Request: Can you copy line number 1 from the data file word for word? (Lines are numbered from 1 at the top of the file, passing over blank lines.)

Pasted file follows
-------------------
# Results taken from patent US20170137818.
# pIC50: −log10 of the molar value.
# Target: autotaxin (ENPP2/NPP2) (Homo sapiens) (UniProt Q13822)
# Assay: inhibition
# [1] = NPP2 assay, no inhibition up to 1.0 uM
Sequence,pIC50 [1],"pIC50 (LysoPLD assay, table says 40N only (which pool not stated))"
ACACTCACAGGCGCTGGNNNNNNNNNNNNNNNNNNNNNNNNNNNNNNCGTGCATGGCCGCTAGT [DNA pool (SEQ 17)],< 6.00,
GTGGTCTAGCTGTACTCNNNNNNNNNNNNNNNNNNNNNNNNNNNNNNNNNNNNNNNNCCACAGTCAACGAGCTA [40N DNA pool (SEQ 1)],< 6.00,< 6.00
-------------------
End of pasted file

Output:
# Results taken from patent US20170137818.